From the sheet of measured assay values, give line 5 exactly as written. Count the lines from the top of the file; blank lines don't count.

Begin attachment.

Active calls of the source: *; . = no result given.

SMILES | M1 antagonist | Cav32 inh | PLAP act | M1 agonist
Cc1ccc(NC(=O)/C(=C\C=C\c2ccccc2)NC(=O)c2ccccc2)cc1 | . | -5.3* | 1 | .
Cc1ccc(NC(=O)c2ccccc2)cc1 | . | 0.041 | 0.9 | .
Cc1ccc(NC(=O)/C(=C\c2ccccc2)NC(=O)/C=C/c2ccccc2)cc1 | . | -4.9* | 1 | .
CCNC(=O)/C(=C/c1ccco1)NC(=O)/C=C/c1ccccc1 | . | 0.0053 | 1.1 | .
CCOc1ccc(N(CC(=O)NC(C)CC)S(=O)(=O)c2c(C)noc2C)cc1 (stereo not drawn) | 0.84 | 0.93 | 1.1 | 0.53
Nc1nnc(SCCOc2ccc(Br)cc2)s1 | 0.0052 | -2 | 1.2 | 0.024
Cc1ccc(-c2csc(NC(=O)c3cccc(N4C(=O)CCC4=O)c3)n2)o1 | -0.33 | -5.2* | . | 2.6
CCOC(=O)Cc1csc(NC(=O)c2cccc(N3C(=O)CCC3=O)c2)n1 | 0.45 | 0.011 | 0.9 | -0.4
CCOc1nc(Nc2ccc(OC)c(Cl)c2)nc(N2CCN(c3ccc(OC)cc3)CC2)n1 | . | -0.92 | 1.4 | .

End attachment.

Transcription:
Cc1ccc(NC(=O)/C(=C\c2ccccc2)NC(=O)/C=C/c2ccccc2)cc1 | . | -4.9* | 1 | .